Tarlac Agricultural University, SMART Agriculture: Raising the bar on agriculture

BROAD CAST - Jing Castañeda - Philstar.com
Tarlac Agricultural University, SMART Agriculture: Raising the bar on agriculture
The Tarlac Agricultural University is a vital part of the StudyPH- EduTourism program of the Commission on Higher Education (CHED) which aims to empower tourism at the local level through the state universities.

As we all know, agriculture is a crucial sector in the Philippines. Living in an agricultural country is both a blessing and an opportunity for Filipinos, especially those living in rural areas who support themselves through agricultural activities. The continuous demand for a steady agricultural supply also implies a strong call for a better agricultural system that could help farming communities improve and protect their livelihood through gaining fair and higher income.

Fortunately, the Tarlac Agricultural University (TAU) and its innovative technologies in agriculture have been a trailblazer in improving agricultural practices, making them more sustainable and efficient. In the second episode of “Pamilya Talk:  EduTourism special,” my team and I went to Camiling, Tarlac to personally witness and experience their amazing agricultural programs.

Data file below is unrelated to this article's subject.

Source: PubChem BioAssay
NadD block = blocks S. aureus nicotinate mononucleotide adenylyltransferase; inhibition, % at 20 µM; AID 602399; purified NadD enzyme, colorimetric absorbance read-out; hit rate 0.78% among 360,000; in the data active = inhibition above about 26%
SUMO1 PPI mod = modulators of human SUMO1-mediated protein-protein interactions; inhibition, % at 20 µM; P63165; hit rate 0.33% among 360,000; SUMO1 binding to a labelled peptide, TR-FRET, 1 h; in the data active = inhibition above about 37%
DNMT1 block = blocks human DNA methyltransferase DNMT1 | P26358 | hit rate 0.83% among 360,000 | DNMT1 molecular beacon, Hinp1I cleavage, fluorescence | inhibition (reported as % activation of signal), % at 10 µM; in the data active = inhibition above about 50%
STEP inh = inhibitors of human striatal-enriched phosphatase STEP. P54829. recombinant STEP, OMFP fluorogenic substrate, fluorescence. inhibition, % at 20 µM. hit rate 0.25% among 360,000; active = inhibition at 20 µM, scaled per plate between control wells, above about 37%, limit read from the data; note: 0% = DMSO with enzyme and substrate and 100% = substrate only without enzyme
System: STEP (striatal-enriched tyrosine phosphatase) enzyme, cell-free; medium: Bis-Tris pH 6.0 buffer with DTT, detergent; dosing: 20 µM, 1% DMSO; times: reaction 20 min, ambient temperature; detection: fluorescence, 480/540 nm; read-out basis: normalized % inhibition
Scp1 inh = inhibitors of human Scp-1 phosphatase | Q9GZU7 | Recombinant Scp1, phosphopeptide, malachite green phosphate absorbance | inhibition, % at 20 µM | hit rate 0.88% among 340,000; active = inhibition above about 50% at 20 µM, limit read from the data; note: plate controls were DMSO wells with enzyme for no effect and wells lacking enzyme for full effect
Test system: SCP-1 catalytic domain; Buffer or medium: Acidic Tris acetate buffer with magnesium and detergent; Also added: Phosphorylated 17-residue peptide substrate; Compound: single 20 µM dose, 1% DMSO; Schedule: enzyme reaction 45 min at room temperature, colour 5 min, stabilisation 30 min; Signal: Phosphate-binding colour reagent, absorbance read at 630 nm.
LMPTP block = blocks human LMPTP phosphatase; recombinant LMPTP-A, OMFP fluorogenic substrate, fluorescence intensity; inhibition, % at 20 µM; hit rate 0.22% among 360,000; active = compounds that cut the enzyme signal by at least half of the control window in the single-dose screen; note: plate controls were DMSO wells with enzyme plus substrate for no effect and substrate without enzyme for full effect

“Ang ultimate mission ng ating unibersidad ay maka-generate ng mga technology through our research program na pwedeng makatulong sa mga kababayan natin, lalong-lalo na ‘yung mga magsasaka,” shares Dr. Max Guillermo, President of Tarlac Agricultural University.   

(L) Dr. Max Guillermo, president of TAU and (R) Dr. Christine Ferrer, proponent and project-in-charge of Edutourism/ADAPT-TAU.

He also boasted TAU’s achievement of being the first state university in the Philippines to have entered TIMES Higher Education Impact Ranking (based in the United Kingdom) which recognizes the credibility, relevance and effectiveness of the university’s projects to its stakeholders, especially in improving the lives of poor farming communities. 

These efforts are their contribution into the StudyPH- EduTourism program of the Commission on Higher Education (CHED) which aims to empower tourism at the local level through university projects. Commission on Higher Education (CHED) Chairman Prospero de Vera highlights that it’s about time for universities to realize their hidden potential in enriching local tourism through mobilizing their expertise in research, extension, and in education. 

“What’s important in EduTourism is for universities to recognize that they have an important role in the promotion of tourism at the local level,” de Vera adds. TAU’S agricultural projects are a perfect match for the vision of EduTourism. Atty. Lily Milla, Director of CHED’s International Affairs Staff pointed out that TAU was one of the universities who first embraced smart agriculture.